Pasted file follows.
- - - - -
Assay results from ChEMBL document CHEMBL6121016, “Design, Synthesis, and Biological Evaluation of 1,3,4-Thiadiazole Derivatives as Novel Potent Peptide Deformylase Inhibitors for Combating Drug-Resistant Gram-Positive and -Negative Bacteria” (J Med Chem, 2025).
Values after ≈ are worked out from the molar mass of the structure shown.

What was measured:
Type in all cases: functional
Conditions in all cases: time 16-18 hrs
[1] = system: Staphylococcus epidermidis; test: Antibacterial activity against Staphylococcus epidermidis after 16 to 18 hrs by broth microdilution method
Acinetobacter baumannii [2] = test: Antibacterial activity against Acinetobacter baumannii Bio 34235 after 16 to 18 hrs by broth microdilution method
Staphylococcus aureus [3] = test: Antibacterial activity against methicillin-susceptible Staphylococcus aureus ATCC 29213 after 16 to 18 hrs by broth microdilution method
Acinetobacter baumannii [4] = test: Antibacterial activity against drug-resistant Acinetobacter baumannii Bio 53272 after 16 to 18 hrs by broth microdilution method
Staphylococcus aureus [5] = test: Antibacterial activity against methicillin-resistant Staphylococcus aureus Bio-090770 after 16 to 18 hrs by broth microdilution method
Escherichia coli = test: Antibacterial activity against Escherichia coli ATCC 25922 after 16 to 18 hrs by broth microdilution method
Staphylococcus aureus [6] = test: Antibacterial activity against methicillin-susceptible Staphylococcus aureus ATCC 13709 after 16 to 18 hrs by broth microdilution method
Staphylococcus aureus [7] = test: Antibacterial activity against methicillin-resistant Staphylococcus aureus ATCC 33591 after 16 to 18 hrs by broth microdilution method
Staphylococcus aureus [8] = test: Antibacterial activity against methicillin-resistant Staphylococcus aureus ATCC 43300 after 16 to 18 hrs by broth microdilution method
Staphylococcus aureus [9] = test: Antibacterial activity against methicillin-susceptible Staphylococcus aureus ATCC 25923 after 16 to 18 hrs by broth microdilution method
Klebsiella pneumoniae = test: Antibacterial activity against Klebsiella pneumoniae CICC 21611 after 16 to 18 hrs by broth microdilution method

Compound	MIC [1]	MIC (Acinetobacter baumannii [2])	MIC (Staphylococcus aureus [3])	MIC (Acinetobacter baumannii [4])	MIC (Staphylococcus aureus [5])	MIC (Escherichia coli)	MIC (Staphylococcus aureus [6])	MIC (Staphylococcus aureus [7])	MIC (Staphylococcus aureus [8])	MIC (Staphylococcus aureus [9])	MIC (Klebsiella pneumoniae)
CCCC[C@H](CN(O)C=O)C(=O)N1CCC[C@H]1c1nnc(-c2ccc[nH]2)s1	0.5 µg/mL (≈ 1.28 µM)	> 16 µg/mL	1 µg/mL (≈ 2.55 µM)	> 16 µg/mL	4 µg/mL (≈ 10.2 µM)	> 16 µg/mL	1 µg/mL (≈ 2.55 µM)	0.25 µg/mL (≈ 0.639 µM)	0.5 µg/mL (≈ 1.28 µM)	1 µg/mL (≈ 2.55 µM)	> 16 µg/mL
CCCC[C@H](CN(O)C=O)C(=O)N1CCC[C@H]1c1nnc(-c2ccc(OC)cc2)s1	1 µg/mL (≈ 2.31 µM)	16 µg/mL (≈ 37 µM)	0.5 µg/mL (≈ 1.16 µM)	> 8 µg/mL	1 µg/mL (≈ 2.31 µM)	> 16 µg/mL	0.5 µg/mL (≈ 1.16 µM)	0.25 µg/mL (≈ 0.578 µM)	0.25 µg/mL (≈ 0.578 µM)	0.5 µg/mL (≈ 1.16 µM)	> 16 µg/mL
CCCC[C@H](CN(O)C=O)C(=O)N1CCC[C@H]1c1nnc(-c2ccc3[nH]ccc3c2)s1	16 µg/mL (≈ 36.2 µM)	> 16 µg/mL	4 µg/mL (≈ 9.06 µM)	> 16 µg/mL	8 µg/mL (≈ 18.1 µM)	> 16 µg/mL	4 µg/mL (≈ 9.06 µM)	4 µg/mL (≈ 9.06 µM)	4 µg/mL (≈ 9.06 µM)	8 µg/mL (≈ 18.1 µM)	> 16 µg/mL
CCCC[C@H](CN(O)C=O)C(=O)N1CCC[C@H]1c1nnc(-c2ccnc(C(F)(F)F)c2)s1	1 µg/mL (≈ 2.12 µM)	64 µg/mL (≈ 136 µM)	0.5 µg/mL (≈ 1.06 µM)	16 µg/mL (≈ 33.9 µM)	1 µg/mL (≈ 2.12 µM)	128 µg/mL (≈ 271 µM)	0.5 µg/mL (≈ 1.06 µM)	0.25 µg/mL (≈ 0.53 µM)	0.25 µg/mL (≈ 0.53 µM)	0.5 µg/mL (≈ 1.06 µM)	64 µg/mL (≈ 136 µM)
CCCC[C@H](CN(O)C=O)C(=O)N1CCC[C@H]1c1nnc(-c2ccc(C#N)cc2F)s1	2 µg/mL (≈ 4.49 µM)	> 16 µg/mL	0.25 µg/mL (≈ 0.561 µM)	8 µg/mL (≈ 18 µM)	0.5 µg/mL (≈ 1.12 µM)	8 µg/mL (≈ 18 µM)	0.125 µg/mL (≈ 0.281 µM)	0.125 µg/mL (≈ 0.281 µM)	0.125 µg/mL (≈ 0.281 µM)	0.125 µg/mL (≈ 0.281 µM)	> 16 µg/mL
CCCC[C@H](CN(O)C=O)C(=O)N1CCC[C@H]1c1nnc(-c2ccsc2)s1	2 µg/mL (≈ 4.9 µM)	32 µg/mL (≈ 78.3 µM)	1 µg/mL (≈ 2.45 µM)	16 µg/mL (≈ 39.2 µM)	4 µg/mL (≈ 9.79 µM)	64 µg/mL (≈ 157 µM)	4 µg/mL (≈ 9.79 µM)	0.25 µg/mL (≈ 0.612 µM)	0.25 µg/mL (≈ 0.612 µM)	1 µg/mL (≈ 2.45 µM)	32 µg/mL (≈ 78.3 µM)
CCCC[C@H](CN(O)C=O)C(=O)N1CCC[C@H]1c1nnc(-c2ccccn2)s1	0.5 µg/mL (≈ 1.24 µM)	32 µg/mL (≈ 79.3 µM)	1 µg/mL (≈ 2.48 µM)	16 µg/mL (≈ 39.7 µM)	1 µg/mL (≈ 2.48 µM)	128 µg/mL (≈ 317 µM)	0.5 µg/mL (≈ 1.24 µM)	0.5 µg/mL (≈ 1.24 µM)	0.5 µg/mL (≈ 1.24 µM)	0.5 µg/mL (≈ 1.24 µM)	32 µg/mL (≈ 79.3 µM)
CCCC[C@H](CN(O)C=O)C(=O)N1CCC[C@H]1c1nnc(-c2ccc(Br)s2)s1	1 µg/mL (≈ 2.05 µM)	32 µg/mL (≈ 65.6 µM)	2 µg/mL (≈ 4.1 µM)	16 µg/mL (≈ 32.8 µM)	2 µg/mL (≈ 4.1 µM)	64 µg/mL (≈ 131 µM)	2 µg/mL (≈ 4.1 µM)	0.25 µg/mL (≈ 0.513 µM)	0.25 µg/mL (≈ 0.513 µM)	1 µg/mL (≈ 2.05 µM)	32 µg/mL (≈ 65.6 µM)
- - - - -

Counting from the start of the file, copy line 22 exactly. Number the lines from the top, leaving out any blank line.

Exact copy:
CCCC[C@H](CN(O)C=O)C(=O)N1CCC[C@H]1c1nnc(-c2ccc(C#N)cc2F)s1	2 µg/mL (≈ 4.49 µM)	> 16 µg/mL	0.25 µg/mL (≈ 0.561 µM)	8 µg/mL (≈ 18 µM)	0.5 µg/mL (≈ 1.12 µM)	8 µg/mL (≈ 18 µM)	0.125 µg/mL (≈ 0.281 µM)	0.125 µg/mL (≈ 0.281 µM)	0.125 µg/mL (≈ 0.281 µM)	0.125 µg/mL (≈ 0.281 µM)	> 16 µg/mL